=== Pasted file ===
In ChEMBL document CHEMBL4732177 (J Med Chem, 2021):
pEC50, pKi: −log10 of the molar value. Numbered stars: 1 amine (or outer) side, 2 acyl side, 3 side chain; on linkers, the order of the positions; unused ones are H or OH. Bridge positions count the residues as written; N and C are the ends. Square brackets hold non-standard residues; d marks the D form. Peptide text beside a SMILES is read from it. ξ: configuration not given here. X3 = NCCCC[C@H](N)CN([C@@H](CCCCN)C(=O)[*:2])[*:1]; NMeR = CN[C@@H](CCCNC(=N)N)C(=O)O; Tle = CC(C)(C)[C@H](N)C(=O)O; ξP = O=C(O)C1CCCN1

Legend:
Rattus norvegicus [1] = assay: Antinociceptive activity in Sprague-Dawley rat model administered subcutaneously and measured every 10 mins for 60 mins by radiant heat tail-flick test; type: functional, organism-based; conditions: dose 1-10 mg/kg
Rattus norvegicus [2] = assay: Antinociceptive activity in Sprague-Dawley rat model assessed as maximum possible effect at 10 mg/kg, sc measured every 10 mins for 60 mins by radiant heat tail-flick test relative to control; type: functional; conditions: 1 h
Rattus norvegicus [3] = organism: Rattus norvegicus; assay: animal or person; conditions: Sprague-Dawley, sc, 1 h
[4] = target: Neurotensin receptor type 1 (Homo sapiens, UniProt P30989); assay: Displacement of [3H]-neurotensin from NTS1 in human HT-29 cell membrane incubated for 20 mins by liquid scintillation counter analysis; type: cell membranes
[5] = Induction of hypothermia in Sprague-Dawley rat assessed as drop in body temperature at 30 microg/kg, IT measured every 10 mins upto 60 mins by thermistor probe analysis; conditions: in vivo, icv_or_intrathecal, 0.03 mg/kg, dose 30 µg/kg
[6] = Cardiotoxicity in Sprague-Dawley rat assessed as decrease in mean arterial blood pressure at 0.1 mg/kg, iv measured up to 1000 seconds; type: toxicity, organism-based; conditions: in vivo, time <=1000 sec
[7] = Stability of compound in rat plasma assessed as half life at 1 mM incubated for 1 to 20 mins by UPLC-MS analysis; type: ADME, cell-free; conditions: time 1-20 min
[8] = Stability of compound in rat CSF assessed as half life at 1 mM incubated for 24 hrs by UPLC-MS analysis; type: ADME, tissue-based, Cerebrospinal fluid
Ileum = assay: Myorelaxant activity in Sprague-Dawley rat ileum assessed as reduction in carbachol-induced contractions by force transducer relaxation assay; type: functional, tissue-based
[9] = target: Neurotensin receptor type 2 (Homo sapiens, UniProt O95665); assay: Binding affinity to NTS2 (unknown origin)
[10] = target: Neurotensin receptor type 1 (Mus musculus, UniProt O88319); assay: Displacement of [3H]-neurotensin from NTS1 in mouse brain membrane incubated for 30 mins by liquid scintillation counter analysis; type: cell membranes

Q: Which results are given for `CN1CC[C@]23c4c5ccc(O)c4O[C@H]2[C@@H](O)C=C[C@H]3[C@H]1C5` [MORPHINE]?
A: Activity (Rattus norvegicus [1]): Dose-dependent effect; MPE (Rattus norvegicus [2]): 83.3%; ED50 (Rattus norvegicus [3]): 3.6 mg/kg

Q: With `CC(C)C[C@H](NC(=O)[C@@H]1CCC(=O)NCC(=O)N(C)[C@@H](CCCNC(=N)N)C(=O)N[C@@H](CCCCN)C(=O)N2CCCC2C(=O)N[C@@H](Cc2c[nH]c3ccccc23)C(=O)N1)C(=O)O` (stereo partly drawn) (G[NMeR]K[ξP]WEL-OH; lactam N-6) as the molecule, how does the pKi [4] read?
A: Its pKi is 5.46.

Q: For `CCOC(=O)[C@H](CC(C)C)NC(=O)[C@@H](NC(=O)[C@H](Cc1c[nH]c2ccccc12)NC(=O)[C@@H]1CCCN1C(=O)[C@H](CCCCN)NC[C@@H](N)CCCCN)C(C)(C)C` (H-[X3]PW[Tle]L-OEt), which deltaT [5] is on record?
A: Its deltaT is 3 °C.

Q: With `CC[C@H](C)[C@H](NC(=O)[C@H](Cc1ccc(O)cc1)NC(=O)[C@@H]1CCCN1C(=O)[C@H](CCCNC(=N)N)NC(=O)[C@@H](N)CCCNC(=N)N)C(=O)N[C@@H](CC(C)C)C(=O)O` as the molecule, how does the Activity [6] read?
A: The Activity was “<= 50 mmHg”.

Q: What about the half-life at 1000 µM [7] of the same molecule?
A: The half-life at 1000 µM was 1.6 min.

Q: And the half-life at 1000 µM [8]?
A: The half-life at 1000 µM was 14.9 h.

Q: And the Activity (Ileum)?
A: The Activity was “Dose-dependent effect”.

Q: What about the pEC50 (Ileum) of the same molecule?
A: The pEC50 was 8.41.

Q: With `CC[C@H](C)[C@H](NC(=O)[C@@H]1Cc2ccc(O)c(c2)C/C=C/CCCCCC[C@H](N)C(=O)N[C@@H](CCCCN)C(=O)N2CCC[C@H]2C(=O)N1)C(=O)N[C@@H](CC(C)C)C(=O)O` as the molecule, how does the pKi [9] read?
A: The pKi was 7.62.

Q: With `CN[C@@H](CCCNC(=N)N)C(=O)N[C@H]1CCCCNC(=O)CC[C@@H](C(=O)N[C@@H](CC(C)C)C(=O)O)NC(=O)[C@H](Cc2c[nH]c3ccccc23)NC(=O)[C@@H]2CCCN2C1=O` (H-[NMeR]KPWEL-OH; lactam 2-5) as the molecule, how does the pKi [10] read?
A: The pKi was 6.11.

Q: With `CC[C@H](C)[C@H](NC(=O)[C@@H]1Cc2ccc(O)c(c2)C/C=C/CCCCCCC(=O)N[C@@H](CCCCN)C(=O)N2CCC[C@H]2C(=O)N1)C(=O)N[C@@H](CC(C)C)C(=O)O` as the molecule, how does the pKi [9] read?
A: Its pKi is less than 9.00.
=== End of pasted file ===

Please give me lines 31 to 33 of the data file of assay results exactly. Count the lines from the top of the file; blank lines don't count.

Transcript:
Q: With `CC[C@H](C)[C@H](NC(=O)[C@@H]1Cc2ccc(O)c(c2)C/C=C/CCCCCC[C@H](N)C(=O)N[C@@H](CCCCN)C(=O)N2CCC[C@H]2C(=O)N1)C(=O)N[C@@H](CC(C)C)C(=O)O` as the molecule, how does the pKi [9] read?
A: The pKi was 7.62.

Q: With `CN[C@@H](CCCNC(=N)N)C(=O)N[C@H]1CCCCNC(=O)CC[C@@H](C(=O)N[C@@H](CC(C)C)C(=O)O)NC(=O)[C@H](Cc2c[nH]c3ccccc23)NC(=O)[C@@H]2CCCN2C1=O` (H-[NMeR]KPWEL-OH; lactam 2-5) as the molecule, how does the pKi [10] read?